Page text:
Chef Paul Prudhomme's Louisiana Kitchen is an exciting exploration of the new flavors that have made Louisiana cooking even better.
Chef Paul Prudhomme put Louisiana cooking on the map. Now Chef Paul returns to his culinary roots to show us how Louisiana cooking has evolved.
Today, the culinary influences of Asia, Latin America, the Middle East, and many other cuisines are being integrated into "traditional" Louisiana cooking. Chef Paul explores how Louisiana cooks have incorporated such newly available ingredients as lemongrass, fresh tamarind, and papaya into their dishes. As Chef Paul says, any Louisiana cook worth his or her salt will work with what's available — familiar or not — and turn it into something delicious. Andouille Spicy Rice gets its zing! from chipotle and pasilla chile peppers, and Roasted Lamb with Fire-Roasted Pepper Sauce is flavored with jalapeno peppers and fennel. Classic jambalaya, etouffee, and gumbo are reinvented with such far-flung ingredients as star anise, cilantro, yuca, plantain, and mango.
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Makes 4 side-dish servings
We know that Louisiana sweet potatoes are not yams, botanically speaking, but we've always called them that, and we even have a "Yambilee" in Opelousas, Louisiana, my hometown. You can serve this dish any time you would serve potatoes or plain sweet potatoesas a great accompaniment to roasted meat, especially porkand I think it turns a good breakfast into a great breakfast! Drizzle with just a little honey or cane syrup for an exciting change of pace. Yummmmmmmm!
Three 1-pound sweet potatoes
1/4 cup vegetable oil
3 cups chopped onions, in all
8 ounces cooked ham cut into 1/4-inch cubes
1 tablespoon minced fresh garlic
1 teaspoon finely chopped orange zest
1 1/2 to 2 cups chicken stock, in all
1 1/4 teaspoons onion powder
3/4 teaspoon dry mustard
3/4 teaspoon salt
1/2 teaspoon ground allspice
1/2 teaspoon cayenne
1/2 teaspoon garlic powder
1/2 teaspoon black pepper
1/2 teaspoon white pepper
1/2 teaspoon dried thyme leaves
1/4 teaspoon ground cinnamon
1. Combine the seasoning mix ingredients in a small bowl.
2. Peel the sweet potatoes. Grate 2 of them, using the largest hole in the grater, and chop the third one into 1/2-inch pieces. Set aside.
3. In a heavy 12-inch nonstick skillet, heat the vegetable oil over high heat just until it begins to smoke, about 3 to 4 minutes. Add 2 cups of the onions and cook, stirring frequently, until they are translucent and beginning to brown on the edges, about 6 minutes. Add the ham, two thirds of the grated sweet potatoes, and the seasoning mix; stirwell; then cook for 3 minutes.
4. Stir and scrape to loosen the brown bits, then add the remaining 1 cup onions, the remaining grated sweet potatoes, the diced sweet potatoes, garlic, orange zest, and 1/2 cup of the stock. Stir and scrape the skillet bottom, then bring the mixture just to a boil. Reduce the heat to medium and cook for 3 minutes. You will see that the sweet potatoes are beginning to soften and lose their bright orange color, while the orange zest adds the distinctive sweet flavor and aroma of citrus, a natural complement to sweet potatoes. Here the heat is fairly intense, apparent on the roof of your mouth. Add 1 cup of stock, then stir and scrape the skillet bottom. Continue to cook, stirring and scraping every 2 to 3 minutes, until the liquid evaporates and the hash becomes a rich golden brown, about 25 minutes. If, during this 25 minutes, the hash becomes too dry and starts to stick hard, add another 1/2 cup of stock. Increase the heat to high and cook, turning the hash frequently and spreading it over the pan bottom until it turns a medium brown, about 5 minutes. Serve hot.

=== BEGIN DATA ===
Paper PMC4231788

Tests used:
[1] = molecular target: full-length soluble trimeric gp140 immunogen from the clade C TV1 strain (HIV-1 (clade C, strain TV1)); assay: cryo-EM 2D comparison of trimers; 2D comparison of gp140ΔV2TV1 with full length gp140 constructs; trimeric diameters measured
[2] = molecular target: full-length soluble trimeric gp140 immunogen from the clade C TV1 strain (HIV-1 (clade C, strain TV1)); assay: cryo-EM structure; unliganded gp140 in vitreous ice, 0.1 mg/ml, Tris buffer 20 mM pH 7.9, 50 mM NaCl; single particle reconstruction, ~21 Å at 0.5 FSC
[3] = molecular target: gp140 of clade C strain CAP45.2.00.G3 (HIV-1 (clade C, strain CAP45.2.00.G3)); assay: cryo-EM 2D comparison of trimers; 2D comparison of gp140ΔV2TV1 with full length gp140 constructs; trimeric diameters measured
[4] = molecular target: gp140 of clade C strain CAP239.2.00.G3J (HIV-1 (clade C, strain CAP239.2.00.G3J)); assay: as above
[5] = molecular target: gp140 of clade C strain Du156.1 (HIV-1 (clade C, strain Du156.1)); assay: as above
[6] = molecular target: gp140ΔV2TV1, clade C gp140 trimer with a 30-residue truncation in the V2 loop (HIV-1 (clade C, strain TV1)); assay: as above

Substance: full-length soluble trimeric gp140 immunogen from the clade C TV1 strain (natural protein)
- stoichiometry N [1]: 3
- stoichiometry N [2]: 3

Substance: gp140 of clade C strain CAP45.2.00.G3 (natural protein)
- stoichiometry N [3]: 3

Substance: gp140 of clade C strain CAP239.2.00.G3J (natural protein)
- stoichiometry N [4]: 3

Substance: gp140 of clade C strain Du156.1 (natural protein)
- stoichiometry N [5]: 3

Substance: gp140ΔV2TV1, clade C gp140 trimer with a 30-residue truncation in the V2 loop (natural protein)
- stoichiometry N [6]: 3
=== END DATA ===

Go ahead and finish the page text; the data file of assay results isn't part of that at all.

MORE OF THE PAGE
Rice Pudding with Cranberries and Raisins
Makes 9 servings
If you've cooked or even read many of my recipes, you've noticed that I often specify "processed" or "Converted" rice, but in this case we don't want to use processed rice because we do want the rice to be sticky, which processing reduces. Think about it-when you're serving rice as a side dish with meat or chicken, you want it fluffy, with every grain separate, not sticky. But for a rich, sweet dessert, stickiness just adds to the fun on your palate!
Not that this delicious pudding needs a thing, but if you really want to go all out, you could make a fresh berry sauce to decorate the plate or pour over the top of the dessert.
5 cups milk
1 cup uncooked long-grain rice
1/4 cup dried black currants
1/4 cup raisins
1/2 cup dried cranberries
2 large eggs
1/4 teaspoon salt
6 tablespoons sugar
1 teaspoon pure vanilla extract
One 12-ounce can evaporated milk
1 teaspoon ground cinnamon
1. In a 4-quart pot, heat the fresh milk over medium heat just until bubbles form around the edge. Once you add the rice, you must watch the pot very carefully to be sure the mixture does not burn or boil over. We cooked ours over medium heat, but if your pot is not as thick-bottomed as ours, or if your stove puts out more BTUs than ours does, you may need to reduce the heat to medium-low or even low. Stir in the rice, cover the pot, and cook, stirring gently every 5 minutes to keep the rice from sticking to the bottom of the pot, until the rice is tender and sticky, about 25 to 30 minutes. Remove from the heat and stir in the currants, raisins, and cranberries. Set aside.
2. Preheat the oven to 350 degrees F.
3. In a medium-size bowl, whisk together the eggs, salt, sugar, vanilla, evaporated milk, and cinnamon just until well combined. Stir this mixture into the rice mixture until the ingredients are evenly distributed. Pour the batter into an 8-inch square baking pan or casserole dish and bake until the top is lightly browned and a knife inserted into the middle of the pudding comes out clean, about 45 minutes. Let cool slightly before serving.